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Awards 2024
The Craic

The shrinking labour market-what's it all about?

Recruitment and Retention are major subjects of conversation in the business world, and indeed in the media in the UK at the moment. Having enough people to do the work is the biggest issue facing organisations of all sizes in all sectors. I've never experienced such a tight labour market in my entire career and many others are saying the same.

I was interested to see in the media on Friday that the Bank of England is predicting that our labour market in Britain will remain smaller than pre-pandemic with their modelling indicating early retirees are unlikely to return despite any efforts by the government to entice them back. I found myself reflecting over the weekend that in reality it may not be within the government's power to entice people back to the labour market but why do I think that?

The government is working on tax breaks and pension pot changes in the hope that it's financial decisions that will bring people back but that makes an assumption that they made their decision based on money. My experience says that may not be the case, certainly not for many who've left the workforce. Now don't get me wrong I'm not saying the money isn't a factor but for me that's an enabler, not a prime decision motivator for a lot of the people we're talking about.

If I'm right & the conversations I've had with people who've left the labour market because "lockdown made me realise I'm not enjoying my job and life's too short to keep doing something I don't enjoy when I don't need to" reflect a large number of the half a million people who have left the labour force since the start of Covid anything the government does with taxation and pensions is only going to speak to a small percentage of that group.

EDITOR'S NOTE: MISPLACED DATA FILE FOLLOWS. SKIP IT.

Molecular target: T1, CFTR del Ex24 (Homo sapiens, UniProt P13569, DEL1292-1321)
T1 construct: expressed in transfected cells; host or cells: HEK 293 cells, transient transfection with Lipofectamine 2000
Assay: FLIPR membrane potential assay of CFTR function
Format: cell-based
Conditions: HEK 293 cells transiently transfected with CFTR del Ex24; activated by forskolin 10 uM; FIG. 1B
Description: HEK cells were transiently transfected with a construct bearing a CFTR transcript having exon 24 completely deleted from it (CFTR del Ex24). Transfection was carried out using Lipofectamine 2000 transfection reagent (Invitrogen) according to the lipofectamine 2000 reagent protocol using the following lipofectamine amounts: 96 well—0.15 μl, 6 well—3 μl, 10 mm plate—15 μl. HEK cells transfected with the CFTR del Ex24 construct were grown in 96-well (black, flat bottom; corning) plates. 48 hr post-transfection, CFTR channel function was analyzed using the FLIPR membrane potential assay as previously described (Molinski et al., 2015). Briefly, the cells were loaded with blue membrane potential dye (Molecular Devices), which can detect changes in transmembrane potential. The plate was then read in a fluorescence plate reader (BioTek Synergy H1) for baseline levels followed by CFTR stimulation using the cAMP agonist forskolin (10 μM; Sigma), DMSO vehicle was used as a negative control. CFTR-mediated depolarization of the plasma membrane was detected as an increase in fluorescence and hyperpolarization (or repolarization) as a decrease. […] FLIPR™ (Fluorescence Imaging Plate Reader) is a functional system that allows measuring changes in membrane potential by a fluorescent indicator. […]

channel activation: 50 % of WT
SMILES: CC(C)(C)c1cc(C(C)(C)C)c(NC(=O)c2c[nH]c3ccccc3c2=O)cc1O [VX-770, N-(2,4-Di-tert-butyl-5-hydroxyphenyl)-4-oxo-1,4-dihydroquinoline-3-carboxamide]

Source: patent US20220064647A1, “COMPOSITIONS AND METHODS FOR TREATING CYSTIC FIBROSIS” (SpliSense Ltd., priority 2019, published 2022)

Now I'm incredibly lucky. I love my job, it brings me joy. Easy for me to say right? I'm in control of my work and diary with an amazing team around me. That's kind of the point though. If someone enjoys their work they're more likely to stay doing it even if they can afford to give up work. Conversely if they don’t enjoy their job they'll be out the door the minute they can afford to. Don't get me wrong I know we're all different and for some people leaving work would be purely a financial decision but what about those where it's about the enjoyment? The only organisations that can affect that portion of the population are the employers themselves.

I understand that I'm in a privileged position to be able to think like this. There's a reason Maslow's Hierarchy of Needs is still referenced 80 years after he developed it-because it's true. I can only think about the joy of work if I have enough income to put a roof over our heads and food on the table but the fact is many of those who've left the labour market are in a financially stable position and despite the government's hope that the cost of living crisis might drive them back to work that doesn't seem to be happening.

Now our members are struggling with recruitment and retention at a time when there's a lot of work in the pipeline but I'm noticing some of them trying to do something different. They're talking about the values of the organisation, about the purpose of the role and about the team dynamics as much as about the salary. Hopefully this will stand them in good stead.

If you're looking for some hints and tips on Recruitment and Retention our Professional Services Group pulled together a handy booklet. Don't forget we also have members who can support you.

What do you think? Have I got it all wrong? Is it all about the money? I'd love to know your thoughts.

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